When it comes to business formation, forming a limited liability corporation (LLC), particularly an LLC in Texas, can be done in as few simple steps. Besides the first step, naming the LLC, here’s a list of things that will prove important to know while forming an LLC in Texas. (TRUiC’s website helped us put this together).
Choosing an LLC structure
One of the first things people looking to start an LLC in Texas should know is whether they want to form a single-member or a multi-member LLC. A single-member LLC will have one owner who will have full reign of running and managing the LLC and be entitled to 100% of the profits. Multi-member LLCs, however, are owned by two or more people, referred to as members. Owners of a multi-member LLC share ownership of the LLC, they manage it together and divide profits among themselves according to predetermined arrangements set out in the LLC Operating Agreement, which we will get back to. Deciding on LLC structure is always best done before any other actions are taken and business formation decisions are made.
Finding a Registered Agents
Appointing a registered agent is part of the process of setting up an LLC in Texas. Appointing a registered agent can be rather straightforward when using a professional registered agent service who is authorized to conduct business in Texas. You can simply go online and you’ll find many websites offering help. However, you want to build your business with trustworthy LLC services, so be wary of shady deals as well. However, if using a registered agent service is not the best option, an individual from the company, including yourself, can be chosen to be the LLC’s registered agent.
It is imperative that the registered agent, whether appointed personally or through a registered agent service, is a resident of the State of Texas, has an official postal address in, also in Texas, and is always available during business hours. This is necessary to ensure that all legal documentation, tax forms, notices of lawsuits and government correspondences, pertaining to the LLC, are received by the registered agent in a proficient and timely manner.
The formation documents and other requirements
Having the correction LLC business formation documentation in order is crucial if people would want to speed up the process of filing for their LLCs. In Texas it is required that people file a Certificate of Formation with the Texas Secretary of State that can be done online, through the mail or in-person. This document is a legal document which also states the company name, the name and address of the LLC’s registered agent, the purpose of the LLC and also whether the LLC will be member-managed or manager-managed. Knowing the difference between member-managed and manager-managed LLCs is also something to investigate before formation.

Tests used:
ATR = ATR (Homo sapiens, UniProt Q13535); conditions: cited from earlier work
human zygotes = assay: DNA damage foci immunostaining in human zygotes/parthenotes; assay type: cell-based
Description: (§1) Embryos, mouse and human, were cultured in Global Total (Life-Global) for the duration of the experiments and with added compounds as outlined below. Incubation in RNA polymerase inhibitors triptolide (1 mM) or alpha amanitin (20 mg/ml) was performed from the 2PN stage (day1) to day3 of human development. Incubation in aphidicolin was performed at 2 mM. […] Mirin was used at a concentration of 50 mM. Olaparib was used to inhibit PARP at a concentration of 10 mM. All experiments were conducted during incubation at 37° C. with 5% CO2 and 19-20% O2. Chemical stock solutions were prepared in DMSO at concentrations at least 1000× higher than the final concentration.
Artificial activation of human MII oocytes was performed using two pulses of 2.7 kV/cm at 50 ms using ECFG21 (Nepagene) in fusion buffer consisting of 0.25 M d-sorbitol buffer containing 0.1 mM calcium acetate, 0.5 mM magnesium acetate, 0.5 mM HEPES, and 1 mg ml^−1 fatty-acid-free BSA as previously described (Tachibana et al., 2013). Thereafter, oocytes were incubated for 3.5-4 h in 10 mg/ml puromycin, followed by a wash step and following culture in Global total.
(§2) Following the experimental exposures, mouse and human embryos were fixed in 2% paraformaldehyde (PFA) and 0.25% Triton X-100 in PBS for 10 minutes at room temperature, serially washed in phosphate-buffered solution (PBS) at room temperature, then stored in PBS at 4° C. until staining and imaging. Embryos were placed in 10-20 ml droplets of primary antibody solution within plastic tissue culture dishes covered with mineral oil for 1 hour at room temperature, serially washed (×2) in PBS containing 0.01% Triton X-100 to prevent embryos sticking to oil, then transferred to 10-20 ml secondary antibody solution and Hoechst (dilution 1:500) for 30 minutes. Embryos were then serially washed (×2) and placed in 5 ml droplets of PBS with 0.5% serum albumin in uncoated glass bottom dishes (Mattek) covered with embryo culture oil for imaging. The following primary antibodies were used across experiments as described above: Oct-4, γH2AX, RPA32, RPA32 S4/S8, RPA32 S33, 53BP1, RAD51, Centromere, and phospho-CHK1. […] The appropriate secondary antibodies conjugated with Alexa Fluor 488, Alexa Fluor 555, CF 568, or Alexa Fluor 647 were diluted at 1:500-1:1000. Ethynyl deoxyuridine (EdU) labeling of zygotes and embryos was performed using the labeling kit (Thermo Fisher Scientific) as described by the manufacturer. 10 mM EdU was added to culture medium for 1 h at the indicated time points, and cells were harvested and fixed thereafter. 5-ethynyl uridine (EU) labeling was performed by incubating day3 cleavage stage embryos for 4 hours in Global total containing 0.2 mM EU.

An Operating Agreement is another form LLCs are required to create. It is not necessary that the Operating Agreement be filed with the Texas Secretary of State, however, as an internal legal document outlining the ownership, management structure and operating procedures of an LLC, it is highly advisable for LLC owners to have one drawn up to avoid future risk and conflict. It is also advised that newly formed LLCs obtain an Employer Identification Number (EIN) with the Internal Revenue Service (IRS), a free service offered on the IRS website. EINs will allow LLCs to hire employees, open a bank account, and also allows the IRS to keep track of the LLC for tax purposes.
How LLC are taxed
LLCs afford business certain tax advantages, LLCs qualify for something referred to as pass-through taxation. Pass-through taxation means that an LLC’s profits are transferred directly to its owner or owners, which they report on their individual tax returns to the IRS. LLCs are not subject to corporate tax, instead, an LLC’s profits, once passed on or divided among members are only taxed once at an individual level, on individual income tax returns. The taxes an LLC is subjected to will also depend on whether it is a single-member or multi-member LLC as single-member LLC are not subject to federal tax returns. It’s important to know that the State of Texas also requires LLCs to pay Annual Report and Franchise Tax each year depending on the LLC’s profit margin.
Now knowing everything there is to know about business formation before setting up an LLC in Texas, the next step is visiting TRUiC’s website, and following their step-for-step and video guides on how to form an LLC in Texas today.